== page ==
The flurry came as Mr Trump continued to be dogged by questions about his past business and charitable dealings, an issue that has irked the president-elect and contributed to the cancellation of an interview scheduled for Tuesday with the New York Times — an interview he reinstated hours later.
In the interview, Mr Trump pushed back against allegations he is using the presidency to advance his business interests, saying that conflict of interest rules did not apply to the president.
“The law’s totally on my side, the president can’t have a conflict of interest,” he said, adding that it would be very hard to dissolve his business because of its multiple real estate holdings around the world.
A spokesman for the Democratic National Committee criticised the remarks, saying: “Donald Trump campaigned against a culture of self-enrichment in Washington and pledged to ‘drain the swamp’, but made clear today that he doesn’t think the rules apply to him. He fully intends to use the Oval Office to expand his family’s wealth.”
Mr Trump’s foundation was separately forced to admit it had engaged in legally prohibited transactions that amounted to “self-dealing” under Internal Revenue Service rules.
The acknowledgment in the Donald J Trump Foundation’s 2015 tax return said the charity had transferred income or assets to a “disqualified person”, which under the tax code would include Mr Trump, his family members and his businesses.
Elsewhere on the tax return, the foundation admitted it had engaged in similar transactions in previous years.
“It is a large issue,” says Steve Rosenthal, a senior fellow at the Urban Institute. “The penalties for self-dealing are really stiff.”
The law’s totally on my side, the president can’t have a conflict of interest
Mr Rosenthal, who helped draft tax legislation on Capitol Hill, said violations incur an initial excise tax equal to 10 per cent of the sum involved. A failure to correct the violation in a timely manner results in “much, much larger penalties,” up to 200 per cent of the sum at issue, he said. In extreme cases, when a foundation refuses to settle the tax bill, it can be shut down and hit with a termination tax.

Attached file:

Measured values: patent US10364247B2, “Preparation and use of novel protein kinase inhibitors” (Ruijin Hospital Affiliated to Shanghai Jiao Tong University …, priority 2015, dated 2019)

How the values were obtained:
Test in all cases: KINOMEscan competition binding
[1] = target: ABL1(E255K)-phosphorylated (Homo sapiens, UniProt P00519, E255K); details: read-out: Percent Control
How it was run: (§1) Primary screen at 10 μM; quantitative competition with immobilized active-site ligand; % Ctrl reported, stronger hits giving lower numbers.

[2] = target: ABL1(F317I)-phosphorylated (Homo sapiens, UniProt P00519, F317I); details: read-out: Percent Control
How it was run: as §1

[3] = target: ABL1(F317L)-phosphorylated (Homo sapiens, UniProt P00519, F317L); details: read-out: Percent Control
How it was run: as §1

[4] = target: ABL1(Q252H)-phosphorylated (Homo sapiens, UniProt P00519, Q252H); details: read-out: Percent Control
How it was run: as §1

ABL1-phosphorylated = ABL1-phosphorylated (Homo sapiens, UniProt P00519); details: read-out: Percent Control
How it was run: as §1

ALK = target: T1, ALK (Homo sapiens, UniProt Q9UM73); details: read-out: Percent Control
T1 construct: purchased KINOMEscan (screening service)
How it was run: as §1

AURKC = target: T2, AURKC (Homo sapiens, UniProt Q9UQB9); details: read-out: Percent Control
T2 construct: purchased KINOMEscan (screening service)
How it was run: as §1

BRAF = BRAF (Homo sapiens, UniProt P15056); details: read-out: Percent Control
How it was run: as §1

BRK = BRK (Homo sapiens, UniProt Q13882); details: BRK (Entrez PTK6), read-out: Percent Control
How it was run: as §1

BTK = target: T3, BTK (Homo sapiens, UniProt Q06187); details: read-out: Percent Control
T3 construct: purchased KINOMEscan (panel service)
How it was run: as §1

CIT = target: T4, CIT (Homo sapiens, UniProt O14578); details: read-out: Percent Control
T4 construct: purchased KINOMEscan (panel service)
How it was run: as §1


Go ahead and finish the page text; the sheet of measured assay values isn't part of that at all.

While Mr Trump had toned down his rhetoric since the election, he has continued the public clashes with the media that propelled his campaign. He berated a number of high-profile television journalists and network executives in an off-the-record meeting on Monday that some had assumed would be an attempt to clear the air after a contentious campaign.
Speaking to MSNBC, Ms Conway dismissed suggestions Mr Trump had attacked the media representatives, saying it was a “very lively, spirited discussion”.
During the campaign, Mr Trump and his campaign inner circle, including his incoming national security adviser Michael Flynn, encouraged supporters as they chanted “lock her up” in reference to Mrs Clinton. When she declared in one presidential debate that it was “awfully good” that someone with Mr Trump’s temperament was not in charge of the law in the US, he shot back: “Because you’d be in jail.”
After the election, Ms Conway refused to rule out an effort to charge Mrs Clinton. Some Democrats grew nervous amid rumours that Rudolph Giuliani, a former federal prosecutor who was one of the harshest critics of Mrs Clinton, might be chosen to head the justice department. But Mr Trump eventually picked Jeff Sessions, the Alabama senator who once served with Mrs Clinton on the Senate armed services committee.